But others were concerned about the absence of specifics in the PM’s speech. Yamini Aiyar, president and chief executive of the Centre for Policy Research, said that apart from mentioning that the guidelines (for possible relaxations after April 20) would be announced on Wednesday, the speech did not offer clarity on what the next 19 days will be used for — in terms of enhancing health service preparedness, testing strategy and crucially, hunger and starvation.

“For the next 19 days we need greater transparency on government action, including on testing, clear communication (especially for graded opening up), better centre-state coordination and crucially an economic package that instils confidence.”

“It is expected that close to 40 million jobs are at risk during the period April-September 2020. Hence, an urgent relief package is also critical,” Sangita Reddy, president of the Federation of Indian Chambers of Commerce and Industry (Ficci), said on Tuesday on the impact of the lockdown.

The PM began his speech by first hailing the discipline and restraint shown by citizens during the lockdown, despite facing problems — from food to mobility to being away from families. This, he said, was an example of the collective power of “we the people of India”, enshrined in the Constitution. He then outlined how the world, including resourceful, developed countries was struggling with the pandemic and while comparisons were not appropriate, many countries which were at the same level as India sometime back, have seen a spike of cases, with 25 to 30 times more than the cases in India.

“Long before we had even a single case of Corona, India started screening travellers coming in from corona-affected countries at airports. Before the number of patients reached 100, India made 14-day isolation mandatory for all those coming in from abroad. Malls, clubs and gyms were shut down in many places. When we had only 550 Corona cases, then itself, India had taken the big step of a 21-day complete lockdown,” the PM said.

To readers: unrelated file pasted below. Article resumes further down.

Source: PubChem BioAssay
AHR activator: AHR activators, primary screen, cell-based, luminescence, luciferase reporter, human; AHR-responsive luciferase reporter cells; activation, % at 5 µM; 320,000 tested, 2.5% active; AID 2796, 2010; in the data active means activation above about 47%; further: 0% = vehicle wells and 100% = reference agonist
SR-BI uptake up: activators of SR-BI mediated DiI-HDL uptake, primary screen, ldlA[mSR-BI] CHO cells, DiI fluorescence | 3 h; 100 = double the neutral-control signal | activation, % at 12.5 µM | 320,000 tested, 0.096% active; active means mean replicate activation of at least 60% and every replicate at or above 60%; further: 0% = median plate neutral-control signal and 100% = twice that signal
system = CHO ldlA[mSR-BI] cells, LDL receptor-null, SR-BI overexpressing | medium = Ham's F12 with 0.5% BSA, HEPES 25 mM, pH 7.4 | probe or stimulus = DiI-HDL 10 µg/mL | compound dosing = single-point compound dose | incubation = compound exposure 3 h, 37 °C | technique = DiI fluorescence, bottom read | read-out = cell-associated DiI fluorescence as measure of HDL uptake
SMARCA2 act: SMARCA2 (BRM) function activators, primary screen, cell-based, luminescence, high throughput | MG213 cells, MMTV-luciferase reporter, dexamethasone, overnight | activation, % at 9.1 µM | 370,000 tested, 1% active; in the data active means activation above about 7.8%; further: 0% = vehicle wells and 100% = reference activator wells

India, he said, did not wait for the problem to aggravate but decided to tackle it early. If these decisions had not been taken, and lockdown and social distancing not been enforced, then, the PM said, he shuddered to think what the situation would have been.

His remarks on India’s preparations and decisions come in the wake of criticism of the government that it responded late to the crisis.

The PM then spoke of the role of states and local self-government units — which had all been exercising utmost responsibility in this battle. He said he had been in continuous touch with the states; they had all recommended the extension of the lockdown; and some had already done so.

“Keeping all the suggestions in mind, it has been decided that the lockdown in India will have to be extended till May 3. During this time, we must continue to maintain discipline in the way we have been doing till now.”

Outlining the next challenge, the PM said it was crucial that the virus did not spread to new areas — and a single new case, or a single death, should be of highest concern. To do so, the PM said it was important to be vigilant about existing hot spots (a reference to zones which has seen as clusters of cases), ensure strict monitoring and lockdown in areas which could potentially become hot spots, and prevent the emergence of any new hot spots. This would be done for a week, till April 20.